Italian Jews Honor Police Who Resisted Nazi-fascism

Rome ceremony marks 70 years to deportation of some 2,500 Carabinieri military police who were deported to death camps.

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Italy’s Jewish leaders paid tribute to as many as 2,500 anti-fascist Carabinieri military police deported to death camps by the Nazis in 1943.

Rome Chief Rabbi Riccardo Di Segni and the president of the Union of Italian Jewish Communities, Renzo Gattegna, were among the leaders who participated in a ceremony held at the Carabinieri barracks in Rome on Monday marking the 70th anniversary of the deportation on October 7, 1943.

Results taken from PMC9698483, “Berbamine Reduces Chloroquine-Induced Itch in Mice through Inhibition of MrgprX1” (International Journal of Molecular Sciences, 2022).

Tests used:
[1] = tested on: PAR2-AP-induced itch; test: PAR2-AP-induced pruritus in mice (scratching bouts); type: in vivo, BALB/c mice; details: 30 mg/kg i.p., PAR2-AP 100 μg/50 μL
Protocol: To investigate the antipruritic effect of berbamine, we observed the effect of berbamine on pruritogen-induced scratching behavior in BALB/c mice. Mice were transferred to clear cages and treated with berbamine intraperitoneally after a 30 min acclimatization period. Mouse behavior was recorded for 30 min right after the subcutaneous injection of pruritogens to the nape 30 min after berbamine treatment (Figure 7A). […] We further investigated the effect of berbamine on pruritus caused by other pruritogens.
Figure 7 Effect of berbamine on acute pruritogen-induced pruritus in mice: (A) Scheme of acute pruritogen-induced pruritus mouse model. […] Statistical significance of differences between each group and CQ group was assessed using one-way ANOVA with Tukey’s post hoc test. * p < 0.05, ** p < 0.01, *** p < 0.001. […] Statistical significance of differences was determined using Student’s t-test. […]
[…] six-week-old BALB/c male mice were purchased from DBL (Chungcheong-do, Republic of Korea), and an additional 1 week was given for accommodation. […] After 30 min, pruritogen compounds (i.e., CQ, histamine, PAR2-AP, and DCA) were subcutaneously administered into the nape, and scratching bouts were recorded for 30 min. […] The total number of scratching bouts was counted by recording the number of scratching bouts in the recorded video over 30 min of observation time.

The Carabinieri, the Union of Italian Jewish Communities said in a statement, “did not bow their heads before Nazi-fascism.”

The deportation of the Carabinieri, long neglected by historians, took place nine days before the Nazi occupiers rounded up more than 1,000 Roman Jews and deported them to Auschwitz.

According to some historians, the Nazis deported the Carabinieri in part to prevent them from fighting the roundup of Roman Jews.

Chief Rabbi of Rome's Jewish community Riccardo Di Segni, Feb. 2005.Credit: Reuters / Haaretz Archive

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